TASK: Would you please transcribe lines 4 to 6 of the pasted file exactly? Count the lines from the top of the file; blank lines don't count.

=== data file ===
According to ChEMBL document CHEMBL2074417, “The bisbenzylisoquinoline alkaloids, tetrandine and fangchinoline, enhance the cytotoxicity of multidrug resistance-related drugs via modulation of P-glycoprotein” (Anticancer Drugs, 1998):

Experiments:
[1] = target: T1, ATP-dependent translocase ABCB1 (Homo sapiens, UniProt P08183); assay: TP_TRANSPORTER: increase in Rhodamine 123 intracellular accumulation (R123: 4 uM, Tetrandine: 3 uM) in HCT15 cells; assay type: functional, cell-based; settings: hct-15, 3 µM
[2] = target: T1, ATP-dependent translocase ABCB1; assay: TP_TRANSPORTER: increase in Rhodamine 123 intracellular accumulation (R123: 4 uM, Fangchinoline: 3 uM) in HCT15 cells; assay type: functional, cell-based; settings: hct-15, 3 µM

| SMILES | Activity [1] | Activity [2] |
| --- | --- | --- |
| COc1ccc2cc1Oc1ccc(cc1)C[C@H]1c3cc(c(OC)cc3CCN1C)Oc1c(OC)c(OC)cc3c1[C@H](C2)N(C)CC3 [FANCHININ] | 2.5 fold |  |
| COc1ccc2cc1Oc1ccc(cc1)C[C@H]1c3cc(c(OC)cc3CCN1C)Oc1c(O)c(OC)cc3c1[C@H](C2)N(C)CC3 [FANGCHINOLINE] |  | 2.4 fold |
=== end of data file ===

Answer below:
[2] = target: T1, ATP-dependent translocase ABCB1; assay: TP_TRANSPORTER: increase in Rhodamine 123 intracellular accumulation (R123: 4 uM, Fangchinoline: 3 uM) in HCT15 cells; assay type: functional, cell-based; settings: hct-15, 3 µM

| SMILES | Activity [1] | Activity [2] |
| --- | --- | --- |